DeM Banter: …and so it goes….”Orwellian gnats” will soon be visiting you and your family… I know it sounds far-fetched and as if I am one of those “black helicopter” types….really I am not.  Just an individual that is trying to visualize where this will end up and what will the “industry” look like in a decade or so… always interesting…

New York Times
December 26, 2012
Pg. 24

The drones are coming to a neighborhood near you.

13372529556910The unmanned aircraft that most people associate with hunting terrorists and striking targets in Pakistan are on the brink of evolving into a big domestic industry. It is not a question of whether drones will appear in the skies above the United States but how soon.

Congress has ordered the Federal Aviation Administration to quickly select six domestic sites to test the safety of drones, which can vary in size from remote-controlled planes as big as jetliners to camera-toting hoverers called Nano Hummingbirds that weigh 19 grams.

The drone go-ahead, signed in February by President Obama in the F.A.A. reauthorization law, envisions a $5 billion-plus industry of camera drones being used for all sorts of purposes from real estate advertising to crop dusting to environmental monitoring and police work.

Responding to growing concern as the public discovers drones are on the horizon, the agency recently and quite sensibly added the issue of citizens’ privacy to its agenda. Setting regulations under the Fourth Amendment guarantee against unlawful search is of the utmost importance. But since the F.A.A.’s primary mission is safety, Congress should take the matter in hand by writing privacy safeguards for the booming drone industry.

The anticipated market includes tens of thousands of police, fire and other government agencies able to afford drones lighter than traditional aircraft and costing as little as $300. Several surveillance drones are already used for border patrol, and the F.A.A. has allowed a few police departments to experiment narrowly, as in a ceiling of 400 feet for surveillance flights over the Everglades by the Miami Police Department.

Privacy worries in California prompted Alameda County officials to postpone drone plans for further study. The local sheriff insisted that what he had in mind was disaster response, not random snooping, but the local American Civil Liberties Union office claimed the plan would have permitted extensive intelligence gathering.

The A.C.L.U.’s national office is warning that while drones could have many benefits like search-and-rescue work and tracking dangerous criminal situations, the law’s lack of privacy mandates will inevitably invite “pervasive surveillance” of the public.

The idea of watchful drones buzzing overhead like Orwellian gnats may seem far-fetched to some. But Congress, in its enthusiasm for a new industry, should guarantee the strongest protection of privacy under what promises to be a galaxy of new eyes in the sky.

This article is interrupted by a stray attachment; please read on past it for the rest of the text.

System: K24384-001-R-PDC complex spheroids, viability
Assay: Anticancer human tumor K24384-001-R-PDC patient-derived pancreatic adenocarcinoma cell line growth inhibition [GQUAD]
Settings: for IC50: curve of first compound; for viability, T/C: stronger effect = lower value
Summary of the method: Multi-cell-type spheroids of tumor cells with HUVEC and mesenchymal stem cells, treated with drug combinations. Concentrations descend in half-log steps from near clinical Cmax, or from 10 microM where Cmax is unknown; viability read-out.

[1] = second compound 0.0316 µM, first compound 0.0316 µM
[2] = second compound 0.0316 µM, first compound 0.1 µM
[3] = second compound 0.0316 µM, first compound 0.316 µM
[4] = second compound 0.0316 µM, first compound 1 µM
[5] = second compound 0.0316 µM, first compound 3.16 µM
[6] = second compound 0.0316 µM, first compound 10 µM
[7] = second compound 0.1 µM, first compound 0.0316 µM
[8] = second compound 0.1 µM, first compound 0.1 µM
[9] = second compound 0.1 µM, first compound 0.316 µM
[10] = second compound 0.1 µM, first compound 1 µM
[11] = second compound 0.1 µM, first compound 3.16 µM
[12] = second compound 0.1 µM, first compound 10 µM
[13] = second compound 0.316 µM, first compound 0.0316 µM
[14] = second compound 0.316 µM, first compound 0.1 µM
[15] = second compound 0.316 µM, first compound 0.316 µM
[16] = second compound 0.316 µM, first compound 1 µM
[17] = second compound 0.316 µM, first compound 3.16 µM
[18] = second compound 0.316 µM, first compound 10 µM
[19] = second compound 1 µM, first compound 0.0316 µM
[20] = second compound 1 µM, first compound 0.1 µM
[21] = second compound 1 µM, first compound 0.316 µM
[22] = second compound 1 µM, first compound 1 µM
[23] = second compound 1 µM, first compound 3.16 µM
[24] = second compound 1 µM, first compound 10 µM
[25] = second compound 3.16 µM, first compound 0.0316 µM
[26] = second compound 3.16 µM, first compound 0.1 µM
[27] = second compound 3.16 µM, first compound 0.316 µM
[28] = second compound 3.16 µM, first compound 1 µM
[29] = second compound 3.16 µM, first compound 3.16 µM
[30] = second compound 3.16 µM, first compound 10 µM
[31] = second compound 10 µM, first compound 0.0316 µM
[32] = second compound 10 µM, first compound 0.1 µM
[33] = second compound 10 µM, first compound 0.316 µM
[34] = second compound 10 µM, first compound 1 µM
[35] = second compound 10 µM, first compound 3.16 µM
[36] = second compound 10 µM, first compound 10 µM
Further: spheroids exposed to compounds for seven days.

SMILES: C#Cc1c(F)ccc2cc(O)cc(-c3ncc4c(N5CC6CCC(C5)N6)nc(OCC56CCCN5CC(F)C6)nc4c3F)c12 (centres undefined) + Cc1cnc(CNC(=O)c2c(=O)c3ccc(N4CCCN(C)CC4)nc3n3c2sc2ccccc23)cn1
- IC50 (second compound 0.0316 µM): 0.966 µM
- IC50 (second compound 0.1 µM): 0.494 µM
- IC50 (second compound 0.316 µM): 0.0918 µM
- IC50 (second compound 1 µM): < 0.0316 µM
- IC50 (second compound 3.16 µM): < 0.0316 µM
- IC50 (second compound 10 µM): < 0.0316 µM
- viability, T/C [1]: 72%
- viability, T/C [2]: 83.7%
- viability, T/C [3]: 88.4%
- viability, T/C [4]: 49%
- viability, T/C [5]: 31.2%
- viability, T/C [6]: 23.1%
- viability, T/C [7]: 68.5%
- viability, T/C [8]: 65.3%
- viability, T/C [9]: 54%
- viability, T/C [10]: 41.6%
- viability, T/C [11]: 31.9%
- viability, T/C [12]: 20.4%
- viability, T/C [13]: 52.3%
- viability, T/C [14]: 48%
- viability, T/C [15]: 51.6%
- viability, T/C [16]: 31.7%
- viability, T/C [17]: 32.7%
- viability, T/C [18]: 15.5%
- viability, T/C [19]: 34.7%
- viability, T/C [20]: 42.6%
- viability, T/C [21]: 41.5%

3 Replies to “THE DAWNING OF DOMESTIC DRONES: NYTimes Editorial”

  1. Hi Bill,

    This is already way far beyond what this op-ed is all about. The courts have ruled a **long** time ago that anything visible from the sky on your property is fair game to be seen and used by law enforcement. There is no expectation of privacy for something that is in sight and visible from the sky. This has been challenged and stood the test in several court cases. Not too long ago, law enforcement used a drone that was doing border patrol to scope out the property of some guys “holed up on the back 40” so to speak and then plan their raid. This was challenged as being a warrant-less search, but the case law on what is visible from the sky goes way back, so the use of the drone survived the court challenge. I think this use of drones is a done deal as far as law enforcement goes. Not that I like it, but there it is…. As soon as law enforcement gets budgeted for it, they will have it, and they ***will*** use it. Until then, look for more cooperative agreements and other sharing of assets as needed.

    I don’t think the ramifications of FAR part 91 Section 119 and other safe operation rules have been fully explored with respect to remote controlled airplanes flying over private property. There is a line somewhere between what a pilot knows is OK to do, and what someone that read the instruction manual will try to do. You and I know where that line is, but I bet a lot of customers buying drones don’t. That is where the real issue is. Just think what the paparazzi and other non law enforcement types do with drones. For example, there was a recent scandal involving one of the royals that was likely drone enabled. In another example, one of the animal friendly groups got one of their drones shot down at a private facility. Is it legal for a non-law enforcement entity to fly a drone over private property to spy? I don’t know. Frankly I don’t see much difference between using a drone and renting a helicopter or something similar to do the flyover. As long as all the FAR requirements are complied with, it’s likely legal even if that particular aircraft operation isn’t desirable from someone’s perspective. That said, I’ll bet at least one of the two above mentioned incidents did not comply with FAR 91 Section 119 or its equivalent for other countries.



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